There has been a lot of talk about eReaders lately, especially in light of Harper-Collins decision to limit checkouts of their books on Overdrive to 26 for the lifetime of the book. The Swiss Army Librarian has a good breakdown of what is going on with eReaders lately.
What does this have to do with children’s literature? Much of what people talk about these days is about the children of today and the digital divide. Kids growing up today are considered digital natives. Check out this video about what the kids of today want from their libraries:
So digital content is necessary and this is why so many libraries are either now using or are considering using eReaders. Their interactive content and the shiny readers they come in make them appealing to children. At my internship, iPads are being used in select libraries as part of a pilot program and every time it comes out, you can see the kids lurking around the sides, ready to play with it. There is much to learn about this new form of delivering information and I forsee their role being expanded in libraries.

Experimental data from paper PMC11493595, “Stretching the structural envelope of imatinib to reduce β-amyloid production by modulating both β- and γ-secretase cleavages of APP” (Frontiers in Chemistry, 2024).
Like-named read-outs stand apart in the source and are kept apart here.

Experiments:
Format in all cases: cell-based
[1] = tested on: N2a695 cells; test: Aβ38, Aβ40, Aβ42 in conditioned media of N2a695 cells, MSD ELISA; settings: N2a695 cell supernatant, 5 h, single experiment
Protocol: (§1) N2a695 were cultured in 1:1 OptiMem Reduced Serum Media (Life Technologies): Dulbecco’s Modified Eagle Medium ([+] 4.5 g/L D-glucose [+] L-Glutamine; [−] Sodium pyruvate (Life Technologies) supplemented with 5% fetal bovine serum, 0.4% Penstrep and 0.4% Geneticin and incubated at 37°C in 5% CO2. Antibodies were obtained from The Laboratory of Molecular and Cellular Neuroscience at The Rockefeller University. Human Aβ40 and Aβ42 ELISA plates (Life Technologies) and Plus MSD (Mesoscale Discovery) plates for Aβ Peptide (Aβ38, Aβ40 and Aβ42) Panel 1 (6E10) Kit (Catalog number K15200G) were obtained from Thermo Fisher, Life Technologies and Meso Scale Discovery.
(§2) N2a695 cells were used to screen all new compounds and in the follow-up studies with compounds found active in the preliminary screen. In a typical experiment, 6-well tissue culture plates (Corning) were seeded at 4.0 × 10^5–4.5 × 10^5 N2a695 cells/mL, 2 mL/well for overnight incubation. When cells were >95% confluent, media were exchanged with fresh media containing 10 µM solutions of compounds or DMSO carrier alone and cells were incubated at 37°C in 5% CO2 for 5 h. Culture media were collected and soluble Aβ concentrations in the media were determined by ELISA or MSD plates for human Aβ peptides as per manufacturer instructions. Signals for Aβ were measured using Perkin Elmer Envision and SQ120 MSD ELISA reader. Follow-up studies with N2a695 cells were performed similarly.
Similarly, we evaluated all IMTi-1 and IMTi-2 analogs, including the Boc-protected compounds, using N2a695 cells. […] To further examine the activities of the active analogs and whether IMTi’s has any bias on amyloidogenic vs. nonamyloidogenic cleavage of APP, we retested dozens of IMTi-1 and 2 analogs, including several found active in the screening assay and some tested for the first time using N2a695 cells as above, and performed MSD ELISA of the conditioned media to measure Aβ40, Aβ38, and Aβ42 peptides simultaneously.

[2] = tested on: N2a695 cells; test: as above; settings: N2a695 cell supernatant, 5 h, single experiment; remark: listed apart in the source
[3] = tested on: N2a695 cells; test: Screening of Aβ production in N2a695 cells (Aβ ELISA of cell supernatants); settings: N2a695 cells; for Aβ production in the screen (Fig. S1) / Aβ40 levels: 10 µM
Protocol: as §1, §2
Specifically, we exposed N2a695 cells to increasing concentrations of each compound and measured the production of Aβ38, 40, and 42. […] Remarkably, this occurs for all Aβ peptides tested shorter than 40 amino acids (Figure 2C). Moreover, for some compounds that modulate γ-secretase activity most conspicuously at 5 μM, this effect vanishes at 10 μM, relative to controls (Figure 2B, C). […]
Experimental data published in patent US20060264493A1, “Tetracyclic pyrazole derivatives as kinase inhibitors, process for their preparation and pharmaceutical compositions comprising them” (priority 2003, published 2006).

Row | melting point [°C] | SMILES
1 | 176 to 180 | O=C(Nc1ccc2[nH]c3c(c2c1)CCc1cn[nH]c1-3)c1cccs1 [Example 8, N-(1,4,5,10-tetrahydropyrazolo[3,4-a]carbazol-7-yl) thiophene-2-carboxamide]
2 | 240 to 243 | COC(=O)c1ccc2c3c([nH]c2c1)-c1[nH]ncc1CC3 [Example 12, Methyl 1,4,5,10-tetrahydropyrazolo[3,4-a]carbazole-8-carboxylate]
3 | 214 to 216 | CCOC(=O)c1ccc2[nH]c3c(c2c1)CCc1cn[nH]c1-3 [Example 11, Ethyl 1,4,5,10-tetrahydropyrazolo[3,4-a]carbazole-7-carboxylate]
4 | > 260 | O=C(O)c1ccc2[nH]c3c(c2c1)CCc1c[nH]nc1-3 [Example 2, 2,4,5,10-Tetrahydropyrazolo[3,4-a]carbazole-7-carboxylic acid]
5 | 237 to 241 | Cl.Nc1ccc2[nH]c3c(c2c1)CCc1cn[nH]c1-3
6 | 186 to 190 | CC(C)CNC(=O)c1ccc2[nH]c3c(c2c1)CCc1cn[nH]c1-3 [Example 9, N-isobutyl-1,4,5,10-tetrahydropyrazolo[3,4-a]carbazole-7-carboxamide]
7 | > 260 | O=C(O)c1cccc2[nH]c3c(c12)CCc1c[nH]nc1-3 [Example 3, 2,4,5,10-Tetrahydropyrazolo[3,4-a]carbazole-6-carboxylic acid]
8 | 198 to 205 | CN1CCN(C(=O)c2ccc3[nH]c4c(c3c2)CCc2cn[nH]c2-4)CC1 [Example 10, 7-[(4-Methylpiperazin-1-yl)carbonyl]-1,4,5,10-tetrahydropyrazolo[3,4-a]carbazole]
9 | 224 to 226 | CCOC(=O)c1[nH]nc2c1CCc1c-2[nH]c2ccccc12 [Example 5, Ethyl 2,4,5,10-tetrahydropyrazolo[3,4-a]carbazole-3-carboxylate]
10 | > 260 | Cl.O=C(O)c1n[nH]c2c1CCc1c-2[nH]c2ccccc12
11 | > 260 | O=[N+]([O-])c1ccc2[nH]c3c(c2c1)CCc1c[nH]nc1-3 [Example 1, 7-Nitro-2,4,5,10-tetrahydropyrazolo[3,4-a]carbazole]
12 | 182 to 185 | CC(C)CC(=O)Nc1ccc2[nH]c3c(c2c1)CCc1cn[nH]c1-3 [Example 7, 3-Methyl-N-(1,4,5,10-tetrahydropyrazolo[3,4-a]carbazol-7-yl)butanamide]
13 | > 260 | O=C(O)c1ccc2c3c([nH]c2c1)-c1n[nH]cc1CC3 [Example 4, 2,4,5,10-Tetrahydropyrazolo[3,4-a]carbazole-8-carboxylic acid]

However, if you are not comfortable using eReaders, there is still time to learn. Furthermore, though we talk about the youth of today and their interest in technology and digital content, I have an anecdote that you should keep in mind. At this same internship where the kids swarm around the iPad, the library struggles to keep enough books about dinosaurs on the shelf. The project I am working on involves a category for trains. Despite how different children might be today in terms of technology, they still love to read the same categories of books that many of us did and those that came before us as well. It might show up in a different form, but kids will still argue about which dinosaur is best.
(PS: It’s stegosaurus).